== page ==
clues at the scene

clues at the scene

Sunday, September 21, 2014

Garbage

At left, a not very good picture of a garbage truck. Turns out, finding a free picture of a garbage truck is harder than you think. I'm glad for this one from Morguefile.

My process begins by deciding on a crime. Murder, extortion, arson, whatever.

I work out the crime's premise, the likely characters I want to cast in the story, their motivations, unresolved conflicts, past attitudes and experiences which intrude on the present, all of it. I am the god of my realm and I have to know the story in order to give the small delicate pieces of it to my reader.

What has bothered my for decades is the almost casual treatment of the corpse in crime fiction. Somebody gets killed and the body is either ignored with no real consequence or it is hauled away by the proper authorities who are efficient and go about the work with blinders on to our protagonist's involvement.

Try walking under the "police line" tape at a real murder. See where that gets you.

Anyway, the body is a problem. You do crime. You make a corpse. Most of the time, we need that corpse to go away.

Cities like Detroit have problems dealing with the volume of bodies. It can take hours to get rid of the corpse. Fine. That's "through the proper channels."

What about not going through proper channels.

I'm getting very interested in a Crow - a guy who cleans up after the crime. Sure, I have problems with the angles. Somebody shooting their spouse wouldn't call the Crow.

Secret Agent Man would - but that's not all that interesting to me right now.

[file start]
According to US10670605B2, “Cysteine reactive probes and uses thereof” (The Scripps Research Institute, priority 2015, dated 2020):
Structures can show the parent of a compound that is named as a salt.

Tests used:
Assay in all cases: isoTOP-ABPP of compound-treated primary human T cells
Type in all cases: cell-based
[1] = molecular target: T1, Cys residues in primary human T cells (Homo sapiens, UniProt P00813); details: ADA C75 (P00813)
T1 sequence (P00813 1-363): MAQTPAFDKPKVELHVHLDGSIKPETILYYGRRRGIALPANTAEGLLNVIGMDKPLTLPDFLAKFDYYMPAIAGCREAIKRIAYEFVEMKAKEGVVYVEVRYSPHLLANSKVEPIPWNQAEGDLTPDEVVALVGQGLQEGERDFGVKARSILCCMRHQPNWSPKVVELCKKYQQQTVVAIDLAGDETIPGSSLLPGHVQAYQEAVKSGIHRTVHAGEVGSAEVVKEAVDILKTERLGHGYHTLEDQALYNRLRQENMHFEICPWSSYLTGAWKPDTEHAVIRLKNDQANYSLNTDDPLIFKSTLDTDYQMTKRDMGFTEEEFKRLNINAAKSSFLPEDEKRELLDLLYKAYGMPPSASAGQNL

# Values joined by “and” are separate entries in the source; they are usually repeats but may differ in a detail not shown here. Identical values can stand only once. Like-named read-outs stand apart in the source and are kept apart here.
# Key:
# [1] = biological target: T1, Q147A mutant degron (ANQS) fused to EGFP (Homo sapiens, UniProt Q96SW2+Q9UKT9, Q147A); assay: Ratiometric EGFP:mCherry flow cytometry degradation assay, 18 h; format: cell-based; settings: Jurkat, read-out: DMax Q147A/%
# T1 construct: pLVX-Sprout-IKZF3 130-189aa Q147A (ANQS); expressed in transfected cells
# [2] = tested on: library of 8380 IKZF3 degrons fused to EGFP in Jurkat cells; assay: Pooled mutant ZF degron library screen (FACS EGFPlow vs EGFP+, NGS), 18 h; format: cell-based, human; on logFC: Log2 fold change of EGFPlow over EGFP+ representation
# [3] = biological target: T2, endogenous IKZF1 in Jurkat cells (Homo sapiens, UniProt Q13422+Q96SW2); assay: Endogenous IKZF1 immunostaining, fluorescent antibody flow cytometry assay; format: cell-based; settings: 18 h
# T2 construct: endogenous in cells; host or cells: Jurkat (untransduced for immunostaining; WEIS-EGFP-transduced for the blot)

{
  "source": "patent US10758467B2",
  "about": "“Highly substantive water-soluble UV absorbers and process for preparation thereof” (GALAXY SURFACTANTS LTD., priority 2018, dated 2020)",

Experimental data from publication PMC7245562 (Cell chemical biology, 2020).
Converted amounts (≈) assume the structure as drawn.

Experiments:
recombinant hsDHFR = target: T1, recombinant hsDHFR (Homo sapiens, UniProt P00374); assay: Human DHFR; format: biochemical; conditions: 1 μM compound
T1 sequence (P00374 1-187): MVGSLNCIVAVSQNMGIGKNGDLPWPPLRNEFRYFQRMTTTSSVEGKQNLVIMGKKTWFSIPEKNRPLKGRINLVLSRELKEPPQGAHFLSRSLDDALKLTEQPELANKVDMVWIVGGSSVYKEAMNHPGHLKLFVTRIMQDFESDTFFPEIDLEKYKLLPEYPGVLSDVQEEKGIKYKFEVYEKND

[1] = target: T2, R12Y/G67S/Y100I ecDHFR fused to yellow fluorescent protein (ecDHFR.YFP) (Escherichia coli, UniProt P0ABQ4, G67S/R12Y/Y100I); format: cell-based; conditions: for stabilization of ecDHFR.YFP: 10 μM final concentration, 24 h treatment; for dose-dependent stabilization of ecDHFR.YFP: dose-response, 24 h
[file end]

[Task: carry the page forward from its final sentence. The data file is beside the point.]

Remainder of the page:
I'm rolling over the ideas of the guy who works for a living getting rid of the body. Pulp Fiction had Winston Wolfe. He was a glamour boy.

What about the workaday fellow who legitimately knows where the bodies are buried?

There is something there in it and I'm not quite sure of the approach but it keeps coming back to me every couple months. There has to be an angle for me with a character that I can live with for a while.

He's a special sort of person. Maybe it isn't a guy.

Thursday is trash day in my neighborhood. Wave at the guys when you see them.

They work hard, do an honest job, and get rid of the bodies ...maybe.






2 comments:

Elizabeth Spann Craig/Riley Adams said...

Sort of a fixer/cleaner character...yes, those are cool. My type of mystery doesn't have those, but I like reading about them.

jack welling said...

I think there is room for another "fixer" in the genre. The trick is to do it well and right now, my Crow is just a memory rash that keeps coming back. There's something here if I can avoid cliche and predictable.

Now, a quilting instructor at the sewing and scrap booking store... That is a new approach! "Miriam Cleans Up" as the first story.

It needs to work along the unexpected lines. Maybe someone with freezer space. Ice cream shop? Maybe.